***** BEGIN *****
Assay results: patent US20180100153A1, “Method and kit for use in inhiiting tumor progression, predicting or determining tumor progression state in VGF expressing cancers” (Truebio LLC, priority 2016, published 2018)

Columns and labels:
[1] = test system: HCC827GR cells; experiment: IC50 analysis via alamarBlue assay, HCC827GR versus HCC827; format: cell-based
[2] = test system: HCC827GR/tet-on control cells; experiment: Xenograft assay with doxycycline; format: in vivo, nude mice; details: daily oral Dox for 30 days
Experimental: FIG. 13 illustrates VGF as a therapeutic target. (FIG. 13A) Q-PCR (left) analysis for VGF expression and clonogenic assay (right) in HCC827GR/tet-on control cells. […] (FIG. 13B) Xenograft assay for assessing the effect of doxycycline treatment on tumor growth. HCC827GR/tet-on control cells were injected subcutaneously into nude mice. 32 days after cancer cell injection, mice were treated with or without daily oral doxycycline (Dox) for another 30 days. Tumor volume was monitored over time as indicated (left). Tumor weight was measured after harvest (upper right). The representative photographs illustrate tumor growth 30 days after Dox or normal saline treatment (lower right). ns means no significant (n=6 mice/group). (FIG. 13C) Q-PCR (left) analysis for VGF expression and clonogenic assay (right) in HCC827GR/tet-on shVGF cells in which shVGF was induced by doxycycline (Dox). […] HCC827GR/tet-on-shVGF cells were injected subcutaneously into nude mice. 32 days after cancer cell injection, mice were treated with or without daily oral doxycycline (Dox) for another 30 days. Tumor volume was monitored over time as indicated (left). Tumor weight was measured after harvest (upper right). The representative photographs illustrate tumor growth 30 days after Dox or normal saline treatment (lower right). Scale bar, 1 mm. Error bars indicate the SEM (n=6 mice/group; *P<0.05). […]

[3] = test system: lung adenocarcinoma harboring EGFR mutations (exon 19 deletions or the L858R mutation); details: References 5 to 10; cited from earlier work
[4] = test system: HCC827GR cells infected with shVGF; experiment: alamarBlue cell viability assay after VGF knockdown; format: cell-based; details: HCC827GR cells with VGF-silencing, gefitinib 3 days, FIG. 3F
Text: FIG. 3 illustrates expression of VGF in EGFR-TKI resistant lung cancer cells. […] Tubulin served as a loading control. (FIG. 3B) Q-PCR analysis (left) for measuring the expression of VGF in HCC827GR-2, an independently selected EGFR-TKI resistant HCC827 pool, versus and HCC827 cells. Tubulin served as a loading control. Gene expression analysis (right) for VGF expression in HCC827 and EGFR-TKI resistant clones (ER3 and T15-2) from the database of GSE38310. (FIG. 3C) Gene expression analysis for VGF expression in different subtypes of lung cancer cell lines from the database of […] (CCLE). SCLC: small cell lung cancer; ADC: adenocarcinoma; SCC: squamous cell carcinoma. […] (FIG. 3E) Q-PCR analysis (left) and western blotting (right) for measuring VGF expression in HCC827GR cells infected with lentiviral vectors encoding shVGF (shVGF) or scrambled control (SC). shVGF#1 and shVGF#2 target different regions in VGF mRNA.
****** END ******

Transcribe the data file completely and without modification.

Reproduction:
Assay results: patent US20180100153A1, “Method and kit for use in inhiiting tumor progression, predicting or determining tumor progression state in VGF expressing cancers” (Truebio LLC, priority 2016, published 2018)

Columns and labels:
[1] = test system: HCC827GR cells; experiment: IC50 analysis via alamarBlue assay, HCC827GR versus HCC827; format: cell-based
[2] = test system: HCC827GR/tet-on control cells; experiment: Xenograft assay with doxycycline; format: in vivo, nude mice; details: daily oral Dox for 30 days
Experimental: FIG. 13 illustrates VGF as a therapeutic target. (FIG. 13A) Q-PCR (left) analysis for VGF expression and clonogenic assay (right) in HCC827GR/tet-on control cells. […] (FIG. 13B) Xenograft assay for assessing the effect of doxycycline treatment on tumor growth. HCC827GR/tet-on control cells were injected subcutaneously into nude mice. 32 days after cancer cell injection, mice were treated with or without daily oral doxycycline (Dox) for another 30 days. Tumor volume was monitored over time as indicated (left). Tumor weight was measured after harvest (upper right). The representative photographs illustrate tumor growth 30 days after Dox or normal saline treatment (lower right). ns means no significant (n=6 mice/group). (FIG. 13C) Q-PCR (left) analysis for VGF expression and clonogenic assay (right) in HCC827GR/tet-on shVGF cells in which shVGF was induced by doxycycline (Dox). […] HCC827GR/tet-on-shVGF cells were injected subcutaneously into nude mice. 32 days after cancer cell injection, mice were treated with or without daily oral doxycycline (Dox) for another 30 days. Tumor volume was monitored over time as indicated (left). Tumor weight was measured after harvest (upper right). The representative photographs illustrate tumor growth 30 days after Dox or normal saline treatment (lower right). Scale bar, 1 mm. Error bars indicate the SEM (n=6 mice/group; *P<0.05). […]

[3] = test system: lung adenocarcinoma harboring EGFR mutations (exon 19 deletions or the L858R mutation); details: References 5 to 10; cited from earlier work
[4] = test system: HCC827GR cells infected with shVGF; experiment: alamarBlue cell viability assay after VGF knockdown; format: cell-based; details: HCC827GR cells with VGF-silencing, gefitinib 3 days, FIG. 3F
Text: FIG. 3 illustrates expression of VGF in EGFR-TKI resistant lung cancer cells. […] Tubulin served as a loading control. (FIG. 3B) Q-PCR analysis (left) for measuring the expression of VGF in HCC827GR-2, an independently selected EGFR-TKI resistant HCC827 pool, versus and HCC827 cells. Tubulin served as a loading control. Gene expression analysis (right) for VGF expression in HCC827 and EGFR-TKI resistant clones (ER3 and T15-2) from the database of GSE38310. (FIG. 3C) Gene expression analysis for VGF expression in different subtypes of lung cancer cell lines from the database of […] (CCLE). SCLC: small cell lung cancer; ADC: adenocarcinoma; SCC: squamous cell carcinoma. […] (FIG. 3E) Q-PCR analysis (left) and western blotting (right) for measuring VGF expression in HCC827GR cells infected with lentiviral vectors encoding shVGF (shVGF) or scrambled control (SC). shVGF#1 and shVGF#2 target different regions in VGF mRNA.